This weekend I was watching my daughter play football and I was thinking about how children learn football. Most kids want to be a midfielder or striker, to get on the ball and score goals, mainly because it’s fun to score and the attacking players usually get all the attention. But is that the best starting point for a footballer? There can be a lot said for starting out as a defender. This way you can watch everything that is happening in front of you. You can quickly develop a much deeper understanding for the game from this position, compared to the kids with their head down, trying to dribble around every opponent they see. When you understand the game, you can notice what is effective and what is not, in terms of skills, movements, patterns of play etc etc. You can then apply this understanding to your own skill development, making you a far better player, quicker. Starting out as a defender doesn’t mean you will always be stuck playing in defence.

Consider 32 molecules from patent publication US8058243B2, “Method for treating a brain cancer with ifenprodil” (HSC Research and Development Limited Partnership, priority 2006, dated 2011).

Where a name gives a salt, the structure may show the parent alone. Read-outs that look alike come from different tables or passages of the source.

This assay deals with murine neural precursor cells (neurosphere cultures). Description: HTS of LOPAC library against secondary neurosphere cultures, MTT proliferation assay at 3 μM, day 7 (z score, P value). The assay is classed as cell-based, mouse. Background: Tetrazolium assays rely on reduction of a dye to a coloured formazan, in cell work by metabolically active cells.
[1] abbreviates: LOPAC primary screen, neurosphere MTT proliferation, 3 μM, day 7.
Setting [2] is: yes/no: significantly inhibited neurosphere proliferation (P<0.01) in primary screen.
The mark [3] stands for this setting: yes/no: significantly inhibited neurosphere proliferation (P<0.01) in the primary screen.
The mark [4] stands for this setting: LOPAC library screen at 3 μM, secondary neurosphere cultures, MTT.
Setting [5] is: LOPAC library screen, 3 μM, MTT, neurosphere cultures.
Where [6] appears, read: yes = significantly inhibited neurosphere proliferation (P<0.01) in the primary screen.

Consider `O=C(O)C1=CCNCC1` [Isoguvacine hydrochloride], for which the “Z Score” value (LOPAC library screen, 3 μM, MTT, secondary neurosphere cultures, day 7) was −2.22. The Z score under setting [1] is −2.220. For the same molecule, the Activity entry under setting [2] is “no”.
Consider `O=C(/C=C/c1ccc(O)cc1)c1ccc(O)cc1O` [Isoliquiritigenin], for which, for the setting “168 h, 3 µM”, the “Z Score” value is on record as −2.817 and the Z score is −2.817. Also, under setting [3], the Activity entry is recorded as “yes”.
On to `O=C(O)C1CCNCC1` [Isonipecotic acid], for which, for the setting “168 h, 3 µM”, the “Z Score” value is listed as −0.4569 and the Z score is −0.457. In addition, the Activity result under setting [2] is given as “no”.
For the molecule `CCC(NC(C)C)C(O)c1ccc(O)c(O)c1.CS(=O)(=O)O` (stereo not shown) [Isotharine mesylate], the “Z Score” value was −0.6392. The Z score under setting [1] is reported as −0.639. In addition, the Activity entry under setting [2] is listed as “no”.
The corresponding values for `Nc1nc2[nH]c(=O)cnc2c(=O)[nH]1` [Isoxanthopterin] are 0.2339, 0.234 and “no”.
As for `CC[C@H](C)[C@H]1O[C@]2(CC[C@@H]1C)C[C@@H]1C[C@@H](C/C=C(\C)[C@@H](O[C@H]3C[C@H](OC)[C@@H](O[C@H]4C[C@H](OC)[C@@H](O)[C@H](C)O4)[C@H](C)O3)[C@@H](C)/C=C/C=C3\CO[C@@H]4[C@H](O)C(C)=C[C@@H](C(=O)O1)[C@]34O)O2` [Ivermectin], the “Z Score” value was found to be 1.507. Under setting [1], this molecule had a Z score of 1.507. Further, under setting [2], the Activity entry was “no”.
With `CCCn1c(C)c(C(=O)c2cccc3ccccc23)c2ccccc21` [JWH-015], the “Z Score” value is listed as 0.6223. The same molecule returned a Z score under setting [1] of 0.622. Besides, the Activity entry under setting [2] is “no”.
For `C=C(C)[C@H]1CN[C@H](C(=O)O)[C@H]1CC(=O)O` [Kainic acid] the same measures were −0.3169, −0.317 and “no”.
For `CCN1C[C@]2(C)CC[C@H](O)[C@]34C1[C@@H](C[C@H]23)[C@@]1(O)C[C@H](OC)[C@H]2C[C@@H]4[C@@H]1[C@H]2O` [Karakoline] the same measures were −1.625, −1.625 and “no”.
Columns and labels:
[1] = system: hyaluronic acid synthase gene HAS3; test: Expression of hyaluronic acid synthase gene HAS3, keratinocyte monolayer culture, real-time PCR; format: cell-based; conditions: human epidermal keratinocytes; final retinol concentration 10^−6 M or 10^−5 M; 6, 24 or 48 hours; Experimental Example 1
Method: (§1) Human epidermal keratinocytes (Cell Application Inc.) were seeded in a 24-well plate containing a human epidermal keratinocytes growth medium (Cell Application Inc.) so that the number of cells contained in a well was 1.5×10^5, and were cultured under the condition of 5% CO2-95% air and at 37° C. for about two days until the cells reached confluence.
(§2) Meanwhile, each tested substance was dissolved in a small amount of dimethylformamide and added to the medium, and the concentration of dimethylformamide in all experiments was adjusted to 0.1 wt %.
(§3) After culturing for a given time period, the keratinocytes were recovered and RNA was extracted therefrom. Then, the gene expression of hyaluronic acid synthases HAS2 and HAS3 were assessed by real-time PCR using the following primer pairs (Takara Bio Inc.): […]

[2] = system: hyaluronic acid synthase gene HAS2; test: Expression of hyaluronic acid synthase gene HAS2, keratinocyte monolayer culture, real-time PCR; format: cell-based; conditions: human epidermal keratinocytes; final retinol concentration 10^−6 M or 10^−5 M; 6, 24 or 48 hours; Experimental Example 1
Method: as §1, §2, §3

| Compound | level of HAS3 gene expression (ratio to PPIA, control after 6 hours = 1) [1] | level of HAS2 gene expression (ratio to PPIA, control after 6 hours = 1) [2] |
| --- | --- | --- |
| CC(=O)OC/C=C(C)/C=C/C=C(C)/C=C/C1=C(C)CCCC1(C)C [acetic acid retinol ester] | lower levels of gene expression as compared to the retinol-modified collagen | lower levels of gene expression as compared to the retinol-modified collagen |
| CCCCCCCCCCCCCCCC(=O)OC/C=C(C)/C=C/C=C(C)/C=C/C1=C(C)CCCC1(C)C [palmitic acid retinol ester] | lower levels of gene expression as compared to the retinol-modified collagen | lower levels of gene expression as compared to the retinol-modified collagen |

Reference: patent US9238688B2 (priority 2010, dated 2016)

How can we relate this to squash? What is the best way to learn squash when you are a beginner? What should we be doing as parents to best enhance our child’s learning and skill acquisition?
Obviously, squash is an individual sport, so you can’t play the sport while also stepping back and observing and learning when others have the ball. When you’re playing squash, you are involved every second. So, observing is tough because you are concentrating on hitting the ball. Observing squash has to happen outside the court in order to really focus on what is happening inside the walls of the court.
The best way to learn any new skill is to enjoy it. If a kid enjoys what they’re playing, then they will want to play more and more and they will naturally improve. But if the child also develops an in-depth understanding of the sport and its tactics, surely that can set them apart from the other beginners who are just improving their skills, whether that be through fun play or through actual coaching.
So, once our beginner child has played squash a few times and they enjoy it, surely we should encourage them to watch some matches and explain what they are watching tactically? These matches can be viewed online, or in person. Lightly highlighting different styles and why they are effective and possible risks could be a great thing, without going too deep, because you want the child to watch and learn for themselves. Conversation can only help promote a thoughtful brain, which increases skill uptake.
Anyway, this is something to consider when developing a beginner at squash. Understanding definitely leads to accelerated improvement.